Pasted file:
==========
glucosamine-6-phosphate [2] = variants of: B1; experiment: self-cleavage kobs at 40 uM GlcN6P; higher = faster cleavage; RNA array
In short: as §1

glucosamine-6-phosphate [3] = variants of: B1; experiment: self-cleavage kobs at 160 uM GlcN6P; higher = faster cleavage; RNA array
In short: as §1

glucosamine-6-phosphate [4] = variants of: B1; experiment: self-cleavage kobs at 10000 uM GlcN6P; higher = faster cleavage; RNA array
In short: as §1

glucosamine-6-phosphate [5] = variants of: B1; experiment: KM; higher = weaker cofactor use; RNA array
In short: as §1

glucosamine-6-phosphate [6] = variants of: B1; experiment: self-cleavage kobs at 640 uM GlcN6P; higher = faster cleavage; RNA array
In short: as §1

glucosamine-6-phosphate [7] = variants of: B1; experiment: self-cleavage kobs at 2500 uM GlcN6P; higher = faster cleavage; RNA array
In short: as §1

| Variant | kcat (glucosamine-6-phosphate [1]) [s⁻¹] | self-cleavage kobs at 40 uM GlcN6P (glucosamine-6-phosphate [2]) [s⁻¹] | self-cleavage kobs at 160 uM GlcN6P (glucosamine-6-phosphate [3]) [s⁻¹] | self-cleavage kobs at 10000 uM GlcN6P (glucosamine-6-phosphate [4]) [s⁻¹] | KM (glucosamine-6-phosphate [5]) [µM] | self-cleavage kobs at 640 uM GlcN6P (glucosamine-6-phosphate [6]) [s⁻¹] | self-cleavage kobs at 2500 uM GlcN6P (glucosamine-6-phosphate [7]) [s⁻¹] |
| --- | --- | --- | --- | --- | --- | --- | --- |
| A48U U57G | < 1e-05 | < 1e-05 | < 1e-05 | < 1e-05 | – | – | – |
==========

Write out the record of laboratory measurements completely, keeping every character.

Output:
glucosamine-6-phosphate [2] = variants of: B1; experiment: self-cleavage kobs at 40 uM GlcN6P; higher = faster cleavage; RNA array
In short: as §1

glucosamine-6-phosphate [3] = variants of: B1; experiment: self-cleavage kobs at 160 uM GlcN6P; higher = faster cleavage; RNA array
In short: as §1

glucosamine-6-phosphate [4] = variants of: B1; experiment: self-cleavage kobs at 10000 uM GlcN6P; higher = faster cleavage; RNA array
In short: as §1

glucosamine-6-phosphate [5] = variants of: B1; experiment: KM; higher = weaker cofactor use; RNA array
In short: as §1

glucosamine-6-phosphate [6] = variants of: B1; experiment: self-cleavage kobs at 640 uM GlcN6P; higher = faster cleavage; RNA array
In short: as §1

glucosamine-6-phosphate [7] = variants of: B1; experiment: self-cleavage kobs at 2500 uM GlcN6P; higher = faster cleavage; RNA array
In short: as §1

| Variant | kcat (glucosamine-6-phosphate [1]) [s⁻¹] | self-cleavage kobs at 40 uM GlcN6P (glucosamine-6-phosphate [2]) [s⁻¹] | self-cleavage kobs at 160 uM GlcN6P (glucosamine-6-phosphate [3]) [s⁻¹] | self-cleavage kobs at 10000 uM GlcN6P (glucosamine-6-phosphate [4]) [s⁻¹] | KM (glucosamine-6-phosphate [5]) [µM] | self-cleavage kobs at 640 uM GlcN6P (glucosamine-6-phosphate [6]) [s⁻¹] | self-cleavage kobs at 2500 uM GlcN6P (glucosamine-6-phosphate [7]) [s⁻¹] |
| --- | --- | --- | --- | --- | --- | --- | --- |
| A48U U57G | < 1e-05 | < 1e-05 | < 1e-05 | < 1e-05 | – | – | – |